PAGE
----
Wednesday, October 23, 2013

Madagascar: Taos (NM) Resident and Another European Killed by Mob Over Death of a Child

According to The Taos News in New Mexico, local residents are planning to commemorate the life of French and Italian citizen Roberto Gianfalla, 50, the former proprietor of a Taos pizza restaurant, after his murder in Madagascar on October 3.

A native of Palermo, Italy who saw much of the US and the world, Gianfalla founded Pizza Piazza on Siler Road in 2007. Mr. Gianfalla sold his restaurant in 2009, but left positive impressions of his life during his brief years in Taos.

Gianfalla and another European tourist, Frenchman Sebastien Judalet, 38, were burned alive at the hands of a mob in the town of Nosy Be on Madagascar’s northern coast, according to Agenzia Giornalistica Italia.

It was an unthinkably grisly, almost medieval end for two French tourists visiting a seaside hot spot in Madagascar. A seething mob tortured, castrated and burned the men alive, using cell phones to film their dying agonies.

COMMENT:  Since the bizarre attack that ended of the lives of the two men, family and friends of the two Frenchmen who were both accused of pedophilia and the trafficking in human organs, yet police have emphasized that the two men were  never suspects from their standpoint.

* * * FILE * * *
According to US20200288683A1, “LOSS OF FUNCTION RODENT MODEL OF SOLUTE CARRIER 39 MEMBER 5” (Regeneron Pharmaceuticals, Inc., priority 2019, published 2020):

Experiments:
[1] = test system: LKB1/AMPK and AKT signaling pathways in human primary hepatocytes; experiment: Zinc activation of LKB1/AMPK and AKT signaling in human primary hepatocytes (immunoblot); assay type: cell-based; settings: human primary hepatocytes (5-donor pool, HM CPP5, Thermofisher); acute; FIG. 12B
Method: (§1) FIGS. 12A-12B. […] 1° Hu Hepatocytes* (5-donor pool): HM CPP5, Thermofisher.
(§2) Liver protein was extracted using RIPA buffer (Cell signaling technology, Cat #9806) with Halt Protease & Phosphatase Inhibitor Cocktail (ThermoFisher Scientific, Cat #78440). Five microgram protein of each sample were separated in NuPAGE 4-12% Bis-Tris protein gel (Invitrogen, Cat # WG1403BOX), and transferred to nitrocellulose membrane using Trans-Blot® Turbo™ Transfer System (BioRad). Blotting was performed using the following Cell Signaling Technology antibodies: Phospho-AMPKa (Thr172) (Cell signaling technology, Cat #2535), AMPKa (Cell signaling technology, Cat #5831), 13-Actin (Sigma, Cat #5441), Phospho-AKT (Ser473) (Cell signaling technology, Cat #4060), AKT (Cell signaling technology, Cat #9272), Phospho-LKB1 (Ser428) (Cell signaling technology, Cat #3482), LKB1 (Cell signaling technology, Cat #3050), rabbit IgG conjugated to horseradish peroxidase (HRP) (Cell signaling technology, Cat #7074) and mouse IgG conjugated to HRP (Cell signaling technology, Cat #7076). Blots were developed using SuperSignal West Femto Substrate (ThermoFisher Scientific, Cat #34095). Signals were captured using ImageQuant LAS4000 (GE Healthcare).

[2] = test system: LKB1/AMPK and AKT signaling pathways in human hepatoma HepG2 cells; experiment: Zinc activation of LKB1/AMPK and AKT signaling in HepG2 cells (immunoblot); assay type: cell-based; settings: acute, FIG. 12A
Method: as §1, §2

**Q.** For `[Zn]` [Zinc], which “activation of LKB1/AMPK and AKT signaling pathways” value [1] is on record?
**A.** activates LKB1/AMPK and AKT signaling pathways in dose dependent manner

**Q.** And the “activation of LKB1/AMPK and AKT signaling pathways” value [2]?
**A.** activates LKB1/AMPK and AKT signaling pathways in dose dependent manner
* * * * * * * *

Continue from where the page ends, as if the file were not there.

Gianfalla, 50, was a pizza chef, father and traveler who had lived in New Mexico, Florida, North Carolina, France and Sicily. Judalet, 38, was a single father of an 11-year-old girl and worked as a bus driver in Paris. 

Both victims were on the trendy island of Nosy Be on tourist visas, and both were thrown alive into a bonfire after being accused of killing and castrating an 8-year-old local boy for the purpose of organ trafficking.

Reports from Madagascar police say there is absolutely no connection between the men and the boy’s death. Vincent Lanza, a community leader on the island, told AFP that the boy, age eight, drowned before someone cut off his genitals.

Gianfalla had both Italian and French passports but had lived and worked in many cities in the United States. 

Our readers are cautiously reminded that situations may well develop abroad that stem from local laws, unchecked vigilantism, social mores and rumors that fuel mobs engaging in unspeakable events.

Interestingly, the French Foreign Ministry has made no comments regarding the wrongful deaths of either Gianfalla or Judalet, who strangely were not traveling together and had no connection to each other.   

This report will be updated as new information becomes available.